Tesla had studied AC as a student at the Austrian Polytechnic School in Graz. After leaving Edison’s employ, he sold seven AC motor-related patents to industrialist George Westinghouse. Hoping to promote his own DC products over Westinghouse and Tesla’s new devices, Edison launched a smear campaign of epic proportions. According to Westinghouse, Edison once said that, “Direct current was like a river flowing peacefully to the sea, while alternating current was like a torrent rushing violently over a precipice.” In other words, AC was fundamentally unsafe—or, at least, so claimed Edison.

To sway the public, Edison quietly helped New York State build the first electric chair—using a Westinghouse AC generator. On August 6, 1890, it was used to execute convicted murderer William Kemmler. Westinghouse was horrified by the method, which proved not to be quick and painless at all. But, in the end, he and Tesla prevailed. By the mid-1890s, Edison caved and (like the rest of America) embraced AC.


The press couldn’t help but weigh each of the celebrity scientists against the other. “Who is king, Edison or Tesla?” asked one 1895 article. A year prior, newspaperman Arthur Brisbane had cheered Tesla as “Our Foremost Electrician … Greater Even Than Edison.”

Gossip about the pair always made for attractive headlines. In 1915, one report claimed that Tesla and Edison had been chosen to share the Nobel Physics Prize. This was flatly untrue. The Nobel Foundation said as much, calling the report “ridiculous.” (In fact, Tesla hadn’t even received a single nomination.) Yet, the rumors kept on swirling. To this day, some falsely believe that Tesla and Edison didn’t get this prize because the former wouldn’t share it with his longtime adversary.


On March 13, 1895, disaster reared its ugly head. By 1895, Tesla had established a laboratory occupying the entire fourth floor of a six-story complex in Manhattan. There, he experimented with advanced motors, radio technology, and other world-changing projects. On March 13 of that year, a fire broke out, reducing the whole building to a pile of rubble. As if this setback weren’t grave enough, Tesla’s lab hadn’t been insured.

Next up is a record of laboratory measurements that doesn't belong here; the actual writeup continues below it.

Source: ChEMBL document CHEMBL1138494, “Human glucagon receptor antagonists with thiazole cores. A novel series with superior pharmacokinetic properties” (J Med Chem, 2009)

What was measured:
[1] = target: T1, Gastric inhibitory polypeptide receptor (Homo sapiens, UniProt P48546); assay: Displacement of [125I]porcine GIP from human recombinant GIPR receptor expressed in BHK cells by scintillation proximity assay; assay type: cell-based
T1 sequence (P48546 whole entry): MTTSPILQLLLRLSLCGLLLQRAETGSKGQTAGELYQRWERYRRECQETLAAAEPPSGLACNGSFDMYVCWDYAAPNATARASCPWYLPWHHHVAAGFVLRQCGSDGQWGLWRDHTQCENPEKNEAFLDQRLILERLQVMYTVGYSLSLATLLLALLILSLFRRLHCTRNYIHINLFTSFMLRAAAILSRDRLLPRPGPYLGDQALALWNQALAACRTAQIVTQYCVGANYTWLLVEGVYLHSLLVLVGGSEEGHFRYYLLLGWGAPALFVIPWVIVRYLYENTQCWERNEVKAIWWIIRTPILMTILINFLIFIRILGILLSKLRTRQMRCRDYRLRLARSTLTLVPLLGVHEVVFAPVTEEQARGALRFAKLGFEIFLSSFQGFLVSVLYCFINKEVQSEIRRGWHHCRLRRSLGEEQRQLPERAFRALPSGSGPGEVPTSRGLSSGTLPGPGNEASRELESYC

Edison—of all people—lent a helping hand. The younger scientist was given permission to temporarily continue his research in an Edison workshop at Llewyn Park, New Jersey. Tesla went on to secure a new lab for himself the following year.


In May of 1896, Edison learned that one industry journal was getting ready to release an article which would denounce both Tesla and himself. Using his considerable influence, the businessman stopped the piece from ever running. “[As] far as I’m concerned,” he wrote the editor, “I do not care what is said, but Tesla is of a nervous temperament and it will greatly grieve him and interfere with his work.” In the same letter, Edison saluted his colleague, opining that, “Tesla is an experimenter of the highest type, and may produce in time all that he says he can.”

The admiration was mutual. Years later, Tesla delivered a speech before the American Institute of Electrical Engineers. Discreetly, Edison snuck into the audience. Spotting Edison, Tesla, according to one historian, encouraged the audience to give the older man a round of applause.


“Genius is one percent inspiration and ninety-nine percent perspiration.” Edison lived by this motto right up until the end. On October 18, 1931, he passed away in his New Jersey home at the age of 84. One day later, Tesla’s thoughts on his foe/ally turned up in on the editorial pages of a national newspaper.

“If he had a needle to find in a haystack he would not stop to reason where it was most likely to be, but would proceed at once, with the feverish diligence of a bee, to examine straw after straw until he found the object of his search,” wrote Tesla. “... I was almost a sorry witness of such doings, knowing that a little theory and calculation would have saved him ninety per cent of his labor.”

Catch a new Join or Die with Craig Ferguson this Thursday, February 25 at 11/10c on HISTORY. For a close look at another epic rivalry, click here to see why John Adams and Thomas Jefferson deserve the title of “History’s Greatest Frenemies.”